The Book in Society
The Book in Society surveys the history of print culture and discusses such issues as censorship, bestsellers, and the future of the book in the digital age. The course asks such questions as what exactly is a “book”? Who produces it, who reads it, and why? Students examine the ways in which books have been central to modern society—how they have informed, entertained, inspired, irritated, liberated, and challenged readers. They also look at the processes by which books are produced and distributed to readers, and how those processes shape both the ideas that are contained in books and the ways in which readers respond to them.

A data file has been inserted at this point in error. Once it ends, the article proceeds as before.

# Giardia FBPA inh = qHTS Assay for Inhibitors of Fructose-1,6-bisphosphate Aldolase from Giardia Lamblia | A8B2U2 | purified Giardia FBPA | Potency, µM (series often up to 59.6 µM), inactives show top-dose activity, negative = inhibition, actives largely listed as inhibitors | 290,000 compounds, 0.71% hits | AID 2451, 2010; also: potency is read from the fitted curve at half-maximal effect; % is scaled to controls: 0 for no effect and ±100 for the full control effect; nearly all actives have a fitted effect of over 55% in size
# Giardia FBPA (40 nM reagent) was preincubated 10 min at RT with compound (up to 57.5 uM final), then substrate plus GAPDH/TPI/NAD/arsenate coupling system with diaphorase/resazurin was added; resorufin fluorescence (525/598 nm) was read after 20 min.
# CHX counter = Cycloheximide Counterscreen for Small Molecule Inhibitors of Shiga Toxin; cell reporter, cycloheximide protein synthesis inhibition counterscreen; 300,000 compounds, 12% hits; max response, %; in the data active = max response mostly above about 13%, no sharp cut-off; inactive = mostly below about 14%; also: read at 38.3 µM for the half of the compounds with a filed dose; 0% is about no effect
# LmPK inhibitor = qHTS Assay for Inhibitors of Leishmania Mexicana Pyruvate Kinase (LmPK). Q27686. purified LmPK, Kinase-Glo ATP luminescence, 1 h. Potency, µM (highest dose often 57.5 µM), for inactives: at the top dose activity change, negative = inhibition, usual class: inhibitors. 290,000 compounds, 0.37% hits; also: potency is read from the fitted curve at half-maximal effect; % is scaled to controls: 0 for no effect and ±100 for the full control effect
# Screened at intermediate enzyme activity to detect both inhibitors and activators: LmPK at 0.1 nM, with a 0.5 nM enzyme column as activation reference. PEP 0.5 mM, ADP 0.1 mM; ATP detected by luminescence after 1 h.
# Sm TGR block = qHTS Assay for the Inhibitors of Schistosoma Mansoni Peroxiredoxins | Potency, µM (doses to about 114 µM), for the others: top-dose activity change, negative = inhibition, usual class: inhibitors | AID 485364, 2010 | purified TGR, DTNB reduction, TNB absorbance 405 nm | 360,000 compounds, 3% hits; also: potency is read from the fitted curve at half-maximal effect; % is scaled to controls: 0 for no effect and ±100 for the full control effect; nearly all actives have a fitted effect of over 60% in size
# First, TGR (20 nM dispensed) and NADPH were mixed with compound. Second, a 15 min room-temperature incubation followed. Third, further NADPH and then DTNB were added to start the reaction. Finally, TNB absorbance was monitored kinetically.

The course culminates in presentations of independent research projects about some aspect of book culture (historical or contemporary). Students in recent classes have pursued such research topics as the history of Cliffs Notes and other study guides, Islamic traditions of book-making, the Harry Potter phenomenon, magazine design through the ages, women mystery writers, book preservation strategies, and the fiction of Chuck Palahniuk.
This course is offered annually, usually in Fall semester.
For a glimpse at a 1930s schoolboy’s “History of Print,” click here.